Tahrir Square, 1953
Older members of the population will remember the important role played by Tahrir Square in Egyptian history on 23 July 1953, writes Nader Habib
One year after the Free Officers seized power in July 1952, an anniversary celebration was held in Cairo's Tahrir Square in which they posed for photographers and enjoyed the adulation of the masses. The celebrations were captured on film, and viewed today the young officers seem to be filled with confidence and promise.
The day started with the then president, Mohamed Naguib, meeting the foreign press at the Officers Club in Zamalek. Naguib then attended a military parade in Tahrir Square, where martial music played in order to cheer on the nation's popular first president.
However, as Naguib and other officials enjoyed their moment of glory in Tahrir Square, the man who was to become Egypt's next president was taking care of other important business. At the same time as the military parade was taking place in the square, Gamal Abdel-Nasser, accompanied by Free Officers Gamal Salem, Abdel-Latif El-Baghdadi, Hussein El-Shafei and Kamaleddin Hussein, was visiting the villages of Demeira and Zaafaran to distribute agricultural land to landless peasants. Images of Nasser's actions that day became engraved in the Egyptian memory, boosting his popularity.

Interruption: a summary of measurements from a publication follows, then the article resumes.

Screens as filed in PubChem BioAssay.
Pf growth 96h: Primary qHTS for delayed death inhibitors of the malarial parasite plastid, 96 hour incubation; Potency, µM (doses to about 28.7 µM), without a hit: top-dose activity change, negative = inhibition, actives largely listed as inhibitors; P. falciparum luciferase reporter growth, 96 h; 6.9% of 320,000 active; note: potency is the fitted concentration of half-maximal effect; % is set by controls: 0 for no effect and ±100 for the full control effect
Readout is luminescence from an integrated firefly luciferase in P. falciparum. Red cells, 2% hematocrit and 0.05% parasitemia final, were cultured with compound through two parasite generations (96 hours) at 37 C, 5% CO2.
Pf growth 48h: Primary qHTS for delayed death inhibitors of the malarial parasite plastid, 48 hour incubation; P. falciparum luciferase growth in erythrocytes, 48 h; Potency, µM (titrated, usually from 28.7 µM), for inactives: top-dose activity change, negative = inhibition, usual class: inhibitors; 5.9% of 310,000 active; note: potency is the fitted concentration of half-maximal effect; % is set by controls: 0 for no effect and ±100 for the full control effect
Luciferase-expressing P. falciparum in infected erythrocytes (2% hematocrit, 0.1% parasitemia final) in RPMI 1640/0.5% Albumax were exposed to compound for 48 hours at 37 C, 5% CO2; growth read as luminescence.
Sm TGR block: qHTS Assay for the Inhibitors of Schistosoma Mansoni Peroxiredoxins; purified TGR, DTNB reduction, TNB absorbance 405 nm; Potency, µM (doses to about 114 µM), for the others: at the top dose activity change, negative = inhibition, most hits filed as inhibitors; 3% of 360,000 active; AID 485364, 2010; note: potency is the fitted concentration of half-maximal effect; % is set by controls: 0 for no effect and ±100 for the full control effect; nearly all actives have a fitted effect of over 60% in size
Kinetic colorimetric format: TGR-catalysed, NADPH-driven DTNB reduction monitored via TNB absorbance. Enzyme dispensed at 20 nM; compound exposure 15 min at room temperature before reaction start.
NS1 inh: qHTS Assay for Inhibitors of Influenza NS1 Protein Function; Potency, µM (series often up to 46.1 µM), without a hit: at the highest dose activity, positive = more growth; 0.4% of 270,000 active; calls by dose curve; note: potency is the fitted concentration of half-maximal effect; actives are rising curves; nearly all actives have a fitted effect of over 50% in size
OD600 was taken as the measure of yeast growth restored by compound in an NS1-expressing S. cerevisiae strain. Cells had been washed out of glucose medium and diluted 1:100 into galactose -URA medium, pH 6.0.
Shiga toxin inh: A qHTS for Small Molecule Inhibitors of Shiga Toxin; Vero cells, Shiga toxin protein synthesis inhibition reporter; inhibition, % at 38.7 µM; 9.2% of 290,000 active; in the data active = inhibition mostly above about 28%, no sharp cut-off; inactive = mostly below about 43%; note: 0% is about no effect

In Tahrir Square, Naguib proclaimed the values of the new republic. "Fellow Egyptians, I hereby take an oath of loyalty to our religious and spiritual legacy and to the enshrined ideals of Moses, Jesus and Mohamed. From now on, we shall oppose all forms of tyranny and all injustice by the government. In our country, every citizen will be in charge of his own affairs, and all will be loyal to the flag. The republic in which we live has been created in your name, and to that republic I take my oath of service. We shall use our resources and bring the nation together under the banner of the republic in the cause of glory, honour and pride."
After Naguib ended his speech, the parade started with units from the Cavalry Corps and the Camel Corps leading the procession, followed by military bands. Cadets from the country's army, navy and air force schools marched in full military uniform. The public was riveted, the republic was young, and the military were the darlings of the nation. Nasser's radical redistribution of wealth also kept everyone happy, at least for a while.